More than 100,000 people visited a website in the past week to review newly obtained evidence related to the November 1971 hijacking of a Northwest Orient Airlines plane by “D.B. Cooper.”

The amateur scientists who built the website – – say they’ve received hundreds of tips in the days since KING 5’s January 13 story about the new evidence.

Some of the leads “seem to have legs,” according to lead researcher Tom Kaye.

Kaye and his two collaborators culled new evidence from the clip-on necktie left behind by Cooper after he parachuted out of the 727 airliner somewhere over southwestern Washington.

A powerful electron microscope identified 100,000 particles from the JCPenny Towncraft tie, including Tungsten, pure titanium, stainless steel and Cerium.

Kaye says these materials could indicate that Cooper worked in high tech manufacturing in the 1970s, possibly as a manager or engineer who was required to wear a tie to work.

In the January 13 story, Kaye asked KING 5 viewers with knowledge of Pacific Northwest high-tech industries in the 1970s to review to review lists of materials found on Cooper’s tie.

Kaye speculated that Cooper worked on Boeing’s Super Sonic Transport plane, which may have used the rare metals found on the tie.

Recent tips have led the team to examine monitors and oscilloscopes that were produced by long-time manufacturer Techtronix in Portland.

Kaye says phosphorus and other materials on the tie could be evidence of the manufacture of what would have been state-of-the art cathode ray tubes (CRT) in 1971. Kaye said the materials are not what would have been found in standard CRTs in the television sets of the day, but might have been used for radar monitors or other high-tech applications.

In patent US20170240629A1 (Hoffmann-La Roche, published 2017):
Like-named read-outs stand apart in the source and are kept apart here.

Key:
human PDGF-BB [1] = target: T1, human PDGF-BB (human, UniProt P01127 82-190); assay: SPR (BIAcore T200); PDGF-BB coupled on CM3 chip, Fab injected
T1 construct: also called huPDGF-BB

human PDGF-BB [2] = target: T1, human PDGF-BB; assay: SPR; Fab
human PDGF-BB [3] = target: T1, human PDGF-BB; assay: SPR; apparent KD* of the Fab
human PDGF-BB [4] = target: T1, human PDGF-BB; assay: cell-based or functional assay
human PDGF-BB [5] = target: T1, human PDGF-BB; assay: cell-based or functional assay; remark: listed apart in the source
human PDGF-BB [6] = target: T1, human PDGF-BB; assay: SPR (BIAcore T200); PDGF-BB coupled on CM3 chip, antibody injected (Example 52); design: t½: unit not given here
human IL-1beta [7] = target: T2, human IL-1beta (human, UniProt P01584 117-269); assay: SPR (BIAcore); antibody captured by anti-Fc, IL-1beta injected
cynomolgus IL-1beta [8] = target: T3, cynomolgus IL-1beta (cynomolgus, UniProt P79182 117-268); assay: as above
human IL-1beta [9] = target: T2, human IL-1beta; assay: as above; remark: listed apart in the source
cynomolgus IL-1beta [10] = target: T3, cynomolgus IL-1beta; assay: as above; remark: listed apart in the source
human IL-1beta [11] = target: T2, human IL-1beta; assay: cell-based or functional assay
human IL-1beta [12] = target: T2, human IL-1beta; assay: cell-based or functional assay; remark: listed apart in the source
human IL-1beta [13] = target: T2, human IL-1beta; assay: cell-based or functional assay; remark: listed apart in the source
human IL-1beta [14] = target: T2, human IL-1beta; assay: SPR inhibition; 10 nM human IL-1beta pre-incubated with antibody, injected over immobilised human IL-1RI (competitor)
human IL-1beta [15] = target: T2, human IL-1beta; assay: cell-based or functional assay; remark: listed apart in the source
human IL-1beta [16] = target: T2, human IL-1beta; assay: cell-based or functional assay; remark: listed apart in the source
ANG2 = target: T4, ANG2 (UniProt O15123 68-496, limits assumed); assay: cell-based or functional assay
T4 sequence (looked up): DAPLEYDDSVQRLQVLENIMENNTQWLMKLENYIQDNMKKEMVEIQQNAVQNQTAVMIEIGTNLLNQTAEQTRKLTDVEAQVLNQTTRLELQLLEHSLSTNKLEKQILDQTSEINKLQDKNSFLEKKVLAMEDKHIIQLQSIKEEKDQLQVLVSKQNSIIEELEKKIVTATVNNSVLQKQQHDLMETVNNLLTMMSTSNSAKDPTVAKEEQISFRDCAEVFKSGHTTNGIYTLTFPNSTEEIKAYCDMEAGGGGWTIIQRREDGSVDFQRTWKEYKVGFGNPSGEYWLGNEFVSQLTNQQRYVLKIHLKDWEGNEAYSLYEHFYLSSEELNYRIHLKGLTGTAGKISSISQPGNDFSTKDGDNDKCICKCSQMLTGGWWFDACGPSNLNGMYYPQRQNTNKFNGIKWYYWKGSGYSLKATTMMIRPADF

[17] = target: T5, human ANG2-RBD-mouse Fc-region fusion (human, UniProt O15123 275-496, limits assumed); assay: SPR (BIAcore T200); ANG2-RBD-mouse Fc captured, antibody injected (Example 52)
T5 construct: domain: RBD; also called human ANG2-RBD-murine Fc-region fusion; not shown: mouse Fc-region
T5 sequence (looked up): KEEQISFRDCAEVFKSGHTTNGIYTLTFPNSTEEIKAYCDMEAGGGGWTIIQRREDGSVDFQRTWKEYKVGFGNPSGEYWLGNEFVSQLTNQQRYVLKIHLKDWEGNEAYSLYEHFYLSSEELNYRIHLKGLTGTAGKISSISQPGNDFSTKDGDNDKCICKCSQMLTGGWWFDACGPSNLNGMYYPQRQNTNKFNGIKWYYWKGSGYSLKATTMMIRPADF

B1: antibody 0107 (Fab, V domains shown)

The FBI closed the unsolved skyjacking case last year, unable to identify the man who boarded a Portland-to-Seattle flight calling himself “Dan Cooper” (the name was later misreported as “D.B.”).

Cooper claimed he had a bomb in his briefcase and demanded parachutes and $200,000 to be handed over when the plane landed at SeaTac airport. When the FBI complied, the plane took off again headed south. Cooper bailed out of the 727’s aft staircase, while the flight crew was locked in the aircraft’s cockpit.

In 2009, the FBI allowed Kaye’s team to examine evidence in the case. The team lifted 20 “stubs” of material from Cooper’s tie for microscopic examination. At that time the group identified pure titanium particles in the samples.

Nineteen of the stubs remained unexamined until the Travel Channel show “Expedition Unknown” paid a Chicago lab last year to analyze and identify the materials under a sophisticated electron microscope.

Anyone with information about the materials identified can reach the Cooper research team at

-- Follow Chris Ingalls on Twitter @CJIngalls.